CAP: A Ministry Opportunity
By Roger Bennett
I received a mandatory retirement from the National Guard, which all guardsmen receive when they reach 60 years old. My guard unit went to Iraq just after I retired, and soon after, I met and was recruited by Chaplain Eddie Young from Tennessee. He informed me there is no age limit in CAP (Civil Air Patrol), and I could serve as a chaplain. I joined and was commissioned and appointed to a local squadron. I soon learned a CAP chaplain could not be deployed, but I stayed in anyway.
Working with Cadets and flying search and rescue missions as a scanner appeals to me. (A scanner does the actual searching.) I work mostly with cadets, teaching character development and going to encampments, which are ten days of basic training for cadets. These encampments are similar to army basic training but geared toward youth. The first few days are tough on them, and that is when they come to see the chaplain. It is rewarding to see them progress and complete encampment.
I recruited a 13-year-old boy and his father a few years ago. Soon after, I took duty in another state. When I returned, the cadet had grown about two feet and was the ranking non-commissioned officer in the squadron. He is now considering an army career. Many CAP cadets attend the Air Force Academy. One is a Blue Angel.
The cadets are well disciplined and dedicated. They pay for their uniforms, equipment, encampments, and schooling where they receive advanced training. As a matter of fact, all CAP members pay their own way; it is a volunteer organization.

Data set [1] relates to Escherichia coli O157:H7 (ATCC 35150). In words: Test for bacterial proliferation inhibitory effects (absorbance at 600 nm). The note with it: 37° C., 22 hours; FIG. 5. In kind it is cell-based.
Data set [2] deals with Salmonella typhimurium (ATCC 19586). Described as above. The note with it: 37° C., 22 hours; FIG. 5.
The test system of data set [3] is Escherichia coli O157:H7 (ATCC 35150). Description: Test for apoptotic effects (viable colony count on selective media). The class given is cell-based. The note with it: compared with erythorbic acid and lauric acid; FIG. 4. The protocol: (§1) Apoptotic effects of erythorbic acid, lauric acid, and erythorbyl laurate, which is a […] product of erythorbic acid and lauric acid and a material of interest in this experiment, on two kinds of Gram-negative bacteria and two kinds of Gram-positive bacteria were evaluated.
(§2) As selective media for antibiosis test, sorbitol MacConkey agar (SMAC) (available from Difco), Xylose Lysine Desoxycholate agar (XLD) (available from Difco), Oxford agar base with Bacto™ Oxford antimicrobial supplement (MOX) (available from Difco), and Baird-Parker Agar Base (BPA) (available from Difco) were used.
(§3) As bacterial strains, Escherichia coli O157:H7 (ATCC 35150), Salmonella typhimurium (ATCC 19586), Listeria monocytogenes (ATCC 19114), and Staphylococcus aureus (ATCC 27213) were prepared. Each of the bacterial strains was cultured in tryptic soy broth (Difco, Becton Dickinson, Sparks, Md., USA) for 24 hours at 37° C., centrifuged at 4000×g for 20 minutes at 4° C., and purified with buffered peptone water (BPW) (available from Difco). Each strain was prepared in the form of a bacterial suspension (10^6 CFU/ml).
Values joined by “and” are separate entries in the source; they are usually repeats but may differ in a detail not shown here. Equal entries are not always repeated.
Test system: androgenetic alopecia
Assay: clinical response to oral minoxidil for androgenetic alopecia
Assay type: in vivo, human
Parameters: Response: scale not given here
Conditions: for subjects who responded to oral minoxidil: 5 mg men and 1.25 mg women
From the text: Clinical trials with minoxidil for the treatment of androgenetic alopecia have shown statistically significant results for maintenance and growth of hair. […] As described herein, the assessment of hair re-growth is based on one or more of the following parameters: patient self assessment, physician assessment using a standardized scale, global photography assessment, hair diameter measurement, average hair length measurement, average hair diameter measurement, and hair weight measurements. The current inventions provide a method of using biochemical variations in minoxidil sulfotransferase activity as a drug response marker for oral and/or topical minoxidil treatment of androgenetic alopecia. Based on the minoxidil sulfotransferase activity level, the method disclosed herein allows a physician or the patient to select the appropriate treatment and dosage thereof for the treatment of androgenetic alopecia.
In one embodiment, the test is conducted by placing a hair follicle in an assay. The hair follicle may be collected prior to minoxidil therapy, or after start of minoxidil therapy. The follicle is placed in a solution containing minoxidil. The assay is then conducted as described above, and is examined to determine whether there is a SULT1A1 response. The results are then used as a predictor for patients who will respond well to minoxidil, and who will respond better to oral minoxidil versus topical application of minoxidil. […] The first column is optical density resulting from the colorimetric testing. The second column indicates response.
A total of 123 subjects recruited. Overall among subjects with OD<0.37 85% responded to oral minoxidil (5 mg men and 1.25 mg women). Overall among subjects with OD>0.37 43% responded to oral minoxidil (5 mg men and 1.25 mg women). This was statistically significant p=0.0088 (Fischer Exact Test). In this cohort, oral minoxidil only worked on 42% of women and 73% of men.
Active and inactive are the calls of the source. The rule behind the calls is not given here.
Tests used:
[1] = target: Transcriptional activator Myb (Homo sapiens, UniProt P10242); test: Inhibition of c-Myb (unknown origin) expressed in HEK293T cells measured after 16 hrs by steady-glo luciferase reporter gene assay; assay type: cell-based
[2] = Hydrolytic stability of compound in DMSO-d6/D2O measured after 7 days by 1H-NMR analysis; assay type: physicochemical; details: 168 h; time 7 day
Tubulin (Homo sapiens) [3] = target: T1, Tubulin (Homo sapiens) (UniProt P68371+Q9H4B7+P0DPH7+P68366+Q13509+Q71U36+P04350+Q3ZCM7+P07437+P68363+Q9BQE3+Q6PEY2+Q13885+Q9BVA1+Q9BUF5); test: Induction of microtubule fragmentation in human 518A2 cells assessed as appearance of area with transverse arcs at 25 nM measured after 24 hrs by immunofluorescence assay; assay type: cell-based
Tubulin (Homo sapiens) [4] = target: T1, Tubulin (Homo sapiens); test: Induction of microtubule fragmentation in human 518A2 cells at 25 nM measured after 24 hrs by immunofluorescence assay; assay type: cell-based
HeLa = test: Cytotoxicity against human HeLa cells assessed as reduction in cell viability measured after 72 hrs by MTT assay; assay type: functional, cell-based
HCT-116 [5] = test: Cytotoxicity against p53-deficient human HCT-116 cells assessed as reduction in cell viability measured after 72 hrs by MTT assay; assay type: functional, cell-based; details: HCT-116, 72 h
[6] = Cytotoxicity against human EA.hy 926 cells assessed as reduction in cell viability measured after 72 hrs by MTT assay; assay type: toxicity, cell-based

One would think the removal of all junk food, electronic devices, and calls home, and getting up at 5:00 a.m. to do physical training would drive the cadets nuts, but some return the next year to go through it all again. That is what dedication looks like. The advanced cadets are the trainers at encampments, so they pretty much run their own program. The most rewarding part is being able to watch as cadets progress in their training.
I also enjoy training as a flight crew scanner in AF 172 and 182 Cessna, Skyhawk, and Skyland planes and mingling with the senior members, most of whom are pilots. I feel as safe flying with them as I would with any commercial pilot. (I also hope to become a glider pilot, but that will be some time in the future.)
A chaplain must have the proper education from an accredited college and seminary, which means a bachelor’s degree and a master of divinity. CAP may waive the master of divinity if the applicant has at least five years pastoral experience, approval of his squadron commander, and endorsement by a particular denomination’s endorsing agency—North American Ministries for Free Will Baptists. Certain promotions can be achieved when the phases in the chaplain personal development programs are completed. The pay remains the same, though...zero.
All in all, I am happy being a CAP chaplain and would recommend it to others. The assignment has no physical training tests, weight standards, or age requirements. One chaplain I met was 90, and he did not join until he was 80.
Check us out at www.GoCivilAirPatrol.com and come join the team.
About the Writer: Roger Bennett and his wife Maxine reside in Amory, Mississippi, and are members of Pearce Chapel FWB Church, Smithville, Mississippi. Learn more about Free Will Baptist chaplain ministry at www.FWBNAM.com.